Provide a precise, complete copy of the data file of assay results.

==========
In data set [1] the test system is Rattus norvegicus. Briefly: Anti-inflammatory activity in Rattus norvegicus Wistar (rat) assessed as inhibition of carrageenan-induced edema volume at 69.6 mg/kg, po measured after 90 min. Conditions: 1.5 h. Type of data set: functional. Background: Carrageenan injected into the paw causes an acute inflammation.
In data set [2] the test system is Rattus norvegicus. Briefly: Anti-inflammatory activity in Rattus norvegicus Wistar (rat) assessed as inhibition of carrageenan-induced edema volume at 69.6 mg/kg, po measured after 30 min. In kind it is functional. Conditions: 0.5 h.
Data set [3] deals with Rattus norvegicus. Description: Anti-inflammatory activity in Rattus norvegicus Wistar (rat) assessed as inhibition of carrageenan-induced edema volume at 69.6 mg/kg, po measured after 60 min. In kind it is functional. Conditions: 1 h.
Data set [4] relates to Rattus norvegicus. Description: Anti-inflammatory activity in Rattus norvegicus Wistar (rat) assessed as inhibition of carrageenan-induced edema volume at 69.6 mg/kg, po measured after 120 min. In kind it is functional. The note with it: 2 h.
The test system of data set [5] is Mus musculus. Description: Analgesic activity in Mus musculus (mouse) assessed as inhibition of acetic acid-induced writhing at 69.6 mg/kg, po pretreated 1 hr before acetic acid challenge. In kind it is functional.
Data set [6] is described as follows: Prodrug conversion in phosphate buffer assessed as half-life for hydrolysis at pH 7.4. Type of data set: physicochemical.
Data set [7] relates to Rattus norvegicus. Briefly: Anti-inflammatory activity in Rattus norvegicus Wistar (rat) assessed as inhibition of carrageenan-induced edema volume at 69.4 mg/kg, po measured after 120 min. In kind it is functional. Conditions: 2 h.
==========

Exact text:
In data set [1] the test system is Rattus norvegicus. Briefly: Anti-inflammatory activity in Rattus norvegicus Wistar (rat) assessed as inhibition of carrageenan-induced edema volume at 69.6 mg/kg, po measured after 90 min. Conditions: 1.5 h. Type of data set: functional. Background: Carrageenan injected into the paw causes an acute inflammation.
In data set [2] the test system is Rattus norvegicus. Briefly: Anti-inflammatory activity in Rattus norvegicus Wistar (rat) assessed as inhibition of carrageenan-induced edema volume at 69.6 mg/kg, po measured after 30 min. In kind it is functional. Conditions: 0.5 h.
Data set [3] deals with Rattus norvegicus. Description: Anti-inflammatory activity in Rattus norvegicus Wistar (rat) assessed as inhibition of carrageenan-induced edema volume at 69.6 mg/kg, po measured after 60 min. In kind it is functional. Conditions: 1 h.
Data set [4] relates to Rattus norvegicus. Description: Anti-inflammatory activity in Rattus norvegicus Wistar (rat) assessed as inhibition of carrageenan-induced edema volume at 69.6 mg/kg, po measured after 120 min. In kind it is functional. The note with it: 2 h.
The test system of data set [5] is Mus musculus. Description: Analgesic activity in Mus musculus (mouse) assessed as inhibition of acetic acid-induced writhing at 69.6 mg/kg, po pretreated 1 hr before acetic acid challenge. In kind it is functional.
Data set [6] is described as follows: Prodrug conversion in phosphate buffer assessed as half-life for hydrolysis at pH 7.4. Type of data set: physicochemical.
Data set [7] relates to Rattus norvegicus. Briefly: Anti-inflammatory activity in Rattus norvegicus Wistar (rat) assessed as inhibition of carrageenan-induced edema volume at 69.4 mg/kg, po measured after 120 min. In kind it is functional. Conditions: 2 h.